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Odds and Ends: Stage Sage
Odds and Ends: Stage Sage

Chris Anderson, head of TED, wants to help you win the attention war


Rick Tulka



If you "love the idea of strutting the stage and being a TED Talk star," Chris Anderson doesn't want you to pick up his new book, TED Talks: The Official TED Guide to Public Speaking. Go work on something worth sharing instead, writes the head of the nonprofit organization with a mission to spread ideas. Anderson and his team have worked with more than 1,000 speakers since he took over TED in 2001. And if you've watched any of the nearly 2,200 online talks, which are viewed more than 1 billion times each year, you might think every TED presentation is an inspiring success. Guess again. The flops never make it to the website. But they do inform the advice—part practical instruction, part motivation—that Anderson offers, along with technical tips from some colleagues. From crafting a story to presenting yourself onstage, the book delivers useful and thought-provoking guidance to make you a better speaker. Your future audiences will thank you for reading it.

Public speaking is many people's greatest fear. Assuming that it isn't yours, what is your greatest fear?

I don't know about "greatest fear," but I do worry sometimes that humans are becoming victims of our biology, following some kind of primal psychology rather than a reasoned view of the world. The fact that a few terrorists have captured both global media attention as well as the world's political agenda is a tragedy and completely disproportionate. I worry that we're all sleepwalking into a future that no one will want when we get there. And my email inbox is terrifying.

If you had to give a TED Talk tomorrow—and it couldn't be about anything else you've ever spoken on—what topic would you choose?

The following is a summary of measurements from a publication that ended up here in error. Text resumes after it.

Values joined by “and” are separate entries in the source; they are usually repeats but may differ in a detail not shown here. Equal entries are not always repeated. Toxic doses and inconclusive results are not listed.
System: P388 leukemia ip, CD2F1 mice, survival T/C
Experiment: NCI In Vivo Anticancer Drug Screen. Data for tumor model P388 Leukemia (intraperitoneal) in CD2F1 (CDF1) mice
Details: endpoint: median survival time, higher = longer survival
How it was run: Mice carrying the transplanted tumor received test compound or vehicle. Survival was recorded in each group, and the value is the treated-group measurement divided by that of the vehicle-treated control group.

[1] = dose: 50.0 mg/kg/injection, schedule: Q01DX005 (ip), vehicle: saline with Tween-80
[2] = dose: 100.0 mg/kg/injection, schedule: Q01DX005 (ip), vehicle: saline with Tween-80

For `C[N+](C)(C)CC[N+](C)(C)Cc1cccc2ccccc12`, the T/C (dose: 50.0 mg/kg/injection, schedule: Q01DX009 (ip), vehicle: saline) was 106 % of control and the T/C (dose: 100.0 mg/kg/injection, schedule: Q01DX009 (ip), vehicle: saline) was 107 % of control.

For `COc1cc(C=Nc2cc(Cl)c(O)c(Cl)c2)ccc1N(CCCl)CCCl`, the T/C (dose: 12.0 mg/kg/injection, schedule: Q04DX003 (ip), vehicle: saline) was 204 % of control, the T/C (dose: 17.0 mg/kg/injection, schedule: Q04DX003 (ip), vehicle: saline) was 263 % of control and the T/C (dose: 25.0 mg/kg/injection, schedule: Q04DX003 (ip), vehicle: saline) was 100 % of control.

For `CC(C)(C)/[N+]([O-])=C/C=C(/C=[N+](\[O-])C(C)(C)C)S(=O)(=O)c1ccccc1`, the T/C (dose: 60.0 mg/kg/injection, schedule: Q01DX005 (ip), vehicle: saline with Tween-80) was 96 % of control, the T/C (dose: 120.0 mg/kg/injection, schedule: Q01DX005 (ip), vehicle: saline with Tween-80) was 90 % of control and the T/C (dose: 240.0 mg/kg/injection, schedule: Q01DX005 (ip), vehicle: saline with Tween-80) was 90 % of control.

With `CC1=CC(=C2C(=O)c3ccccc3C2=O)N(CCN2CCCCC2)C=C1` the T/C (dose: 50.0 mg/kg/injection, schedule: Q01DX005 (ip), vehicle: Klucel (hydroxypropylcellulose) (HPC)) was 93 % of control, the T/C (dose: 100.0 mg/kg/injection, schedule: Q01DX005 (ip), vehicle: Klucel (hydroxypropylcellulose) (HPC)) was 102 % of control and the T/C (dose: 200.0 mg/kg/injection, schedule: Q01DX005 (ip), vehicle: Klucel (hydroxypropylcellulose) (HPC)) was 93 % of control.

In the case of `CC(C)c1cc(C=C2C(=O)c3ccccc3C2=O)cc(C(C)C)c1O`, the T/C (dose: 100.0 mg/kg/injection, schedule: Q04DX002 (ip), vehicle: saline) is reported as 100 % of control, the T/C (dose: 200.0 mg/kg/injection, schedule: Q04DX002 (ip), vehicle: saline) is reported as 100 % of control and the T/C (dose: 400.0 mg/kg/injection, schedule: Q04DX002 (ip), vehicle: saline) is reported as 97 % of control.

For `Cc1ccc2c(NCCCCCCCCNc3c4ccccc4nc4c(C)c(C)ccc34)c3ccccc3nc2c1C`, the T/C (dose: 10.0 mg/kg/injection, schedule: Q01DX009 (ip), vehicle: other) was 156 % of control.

I have a wonderful recipe for homemade granola. But if that wasn't enough, then I'd make the case as to why today's media tend to give us a thoroughly misleading picture of what's truly happening in the world.

What interesting idea in a TED Talk has left the strongest impression on you?

There are many! Today I'll go with physicist David Deutsch's argument that knowledge is a force of potentially unlimited reach, even when you're talking about the universe as a whole. It's a brilliant and wholly unexpected argument.

You describe yourself as a dreamer and an optimist. What are you optimistic about right now?

I think of optimists not as people who just feel hopeful but who take the stance that problems are something to be worked on and improved. Yes, it may be hard, and yes, new problems will arise, but that's OK. Two steps forward and one step back will do just fine. As Deutsch says in his talk, we should carve "Problems are Inevitable" on one stone tablet and "Problems are Solvable" on another. I believe that people's natural concerns about the still-growing world population can be allayed by the rapid spread of broadband Internet across the planet. That will soon bring billions of new minds online and—if we think about it carefully together—create an opportunity for us to learn from each other. Technology can connect us across borders like never before, a fact that offers real hope for the future.

If you could choose three to five people from any period in human history to speak at TED, whom would you include in your dream lineup?

How about Johannes Gutenberg, Charles Babbage, Nikola Tesla, and the Prophet Muhammad on the topic "Did you think it would turn out this way?"

You've said that you wish every child could spend time at an international school. How did your years at India's Woodstock School affect you and your worldview?

I am hugely grateful for my international school experience. I credit it for my identity as a "global soul." It helped inspire my push to make TED more global.

—Interview by Theresa Walker

 

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